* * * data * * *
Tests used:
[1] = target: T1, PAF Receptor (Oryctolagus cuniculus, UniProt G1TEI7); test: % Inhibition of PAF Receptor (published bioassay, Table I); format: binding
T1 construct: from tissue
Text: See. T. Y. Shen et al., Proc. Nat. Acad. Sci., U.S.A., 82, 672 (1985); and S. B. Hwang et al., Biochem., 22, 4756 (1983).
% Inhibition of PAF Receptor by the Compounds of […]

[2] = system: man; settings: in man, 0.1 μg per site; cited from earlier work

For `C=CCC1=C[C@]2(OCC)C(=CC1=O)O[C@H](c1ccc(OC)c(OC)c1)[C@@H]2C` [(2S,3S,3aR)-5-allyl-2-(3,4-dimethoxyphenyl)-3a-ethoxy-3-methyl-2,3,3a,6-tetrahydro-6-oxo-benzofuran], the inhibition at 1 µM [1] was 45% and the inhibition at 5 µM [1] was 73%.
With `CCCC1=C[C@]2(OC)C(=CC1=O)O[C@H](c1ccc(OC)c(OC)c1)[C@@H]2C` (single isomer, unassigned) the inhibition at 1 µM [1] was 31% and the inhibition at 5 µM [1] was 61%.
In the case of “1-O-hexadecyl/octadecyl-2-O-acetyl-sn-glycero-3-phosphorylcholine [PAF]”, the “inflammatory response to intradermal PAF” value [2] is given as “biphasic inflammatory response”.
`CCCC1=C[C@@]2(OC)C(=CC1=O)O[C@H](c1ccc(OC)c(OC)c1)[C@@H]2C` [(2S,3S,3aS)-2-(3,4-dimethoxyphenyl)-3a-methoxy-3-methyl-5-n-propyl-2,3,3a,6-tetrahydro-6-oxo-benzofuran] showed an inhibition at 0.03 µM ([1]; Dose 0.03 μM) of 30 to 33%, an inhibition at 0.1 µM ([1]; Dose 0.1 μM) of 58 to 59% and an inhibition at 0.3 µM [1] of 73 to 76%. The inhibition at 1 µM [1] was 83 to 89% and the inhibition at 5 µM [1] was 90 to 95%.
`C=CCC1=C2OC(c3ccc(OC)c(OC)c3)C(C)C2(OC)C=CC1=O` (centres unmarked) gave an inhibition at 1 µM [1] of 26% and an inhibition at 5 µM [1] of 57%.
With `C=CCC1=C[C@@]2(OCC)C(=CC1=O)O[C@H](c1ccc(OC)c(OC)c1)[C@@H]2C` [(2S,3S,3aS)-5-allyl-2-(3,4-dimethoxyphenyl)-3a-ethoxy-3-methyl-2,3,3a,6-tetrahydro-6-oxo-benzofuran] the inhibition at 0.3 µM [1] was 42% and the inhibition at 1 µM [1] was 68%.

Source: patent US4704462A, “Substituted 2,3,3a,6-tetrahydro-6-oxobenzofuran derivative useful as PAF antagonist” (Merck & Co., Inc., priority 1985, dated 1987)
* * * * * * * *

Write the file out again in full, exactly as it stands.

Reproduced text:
Tests used:
[1] = target: T1, PAF Receptor (Oryctolagus cuniculus, UniProt G1TEI7); test: % Inhibition of PAF Receptor (published bioassay, Table I); format: binding
T1 construct: from tissue
Text: See. T. Y. Shen et al., Proc. Nat. Acad. Sci., U.S.A., 82, 672 (1985); and S. B. Hwang et al., Biochem., 22, 4756 (1983).
% Inhibition of PAF Receptor by the Compounds of […]

[2] = system: man; settings: in man, 0.1 μg per site; cited from earlier work

For `C=CCC1=C[C@]2(OCC)C(=CC1=O)O[C@H](c1ccc(OC)c(OC)c1)[C@@H]2C` [(2S,3S,3aR)-5-allyl-2-(3,4-dimethoxyphenyl)-3a-ethoxy-3-methyl-2,3,3a,6-tetrahydro-6-oxo-benzofuran], the inhibition at 1 µM [1] was 45% and the inhibition at 5 µM [1] was 73%.
With `CCCC1=C[C@]2(OC)C(=CC1=O)O[C@H](c1ccc(OC)c(OC)c1)[C@@H]2C` (single isomer, unassigned) the inhibition at 1 µM [1] was 31% and the inhibition at 5 µM [1] was 61%.
In the case of “1-O-hexadecyl/octadecyl-2-O-acetyl-sn-glycero-3-phosphorylcholine [PAF]”, the “inflammatory response to intradermal PAF” value [2] is given as “biphasic inflammatory response”.
`CCCC1=C[C@@]2(OC)C(=CC1=O)O[C@H](c1ccc(OC)c(OC)c1)[C@@H]2C` [(2S,3S,3aS)-2-(3,4-dimethoxyphenyl)-3a-methoxy-3-methyl-5-n-propyl-2,3,3a,6-tetrahydro-6-oxo-benzofuran] showed an inhibition at 0.03 µM ([1]; Dose 0.03 μM) of 30 to 33%, an inhibition at 0.1 µM ([1]; Dose 0.1 μM) of 58 to 59% and an inhibition at 0.3 µM [1] of 73 to 76%. The inhibition at 1 µM [1] was 83 to 89% and the inhibition at 5 µM [1] was 90 to 95%.
`C=CCC1=C2OC(c3ccc(OC)c(OC)c3)C(C)C2(OC)C=CC1=O` (centres unmarked) gave an inhibition at 1 µM [1] of 26% and an inhibition at 5 µM [1] of 57%.
With `C=CCC1=C[C@@]2(OCC)C(=CC1=O)O[C@H](c1ccc(OC)c(OC)c1)[C@@H]2C` [(2S,3S,3aS)-5-allyl-2-(3,4-dimethoxyphenyl)-3a-ethoxy-3-methyl-2,3,3a,6-tetrahydro-6-oxo-benzofuran] the inhibition at 0.3 µM [1] was 42% and the inhibition at 1 µM [1] was 68%.

Source: patent US4704462A, “Substituted 2,3,3a,6-tetrahydro-6-oxobenzofuran derivative useful as PAF antagonist” (Merck & Co., Inc., priority 1985, dated 1987)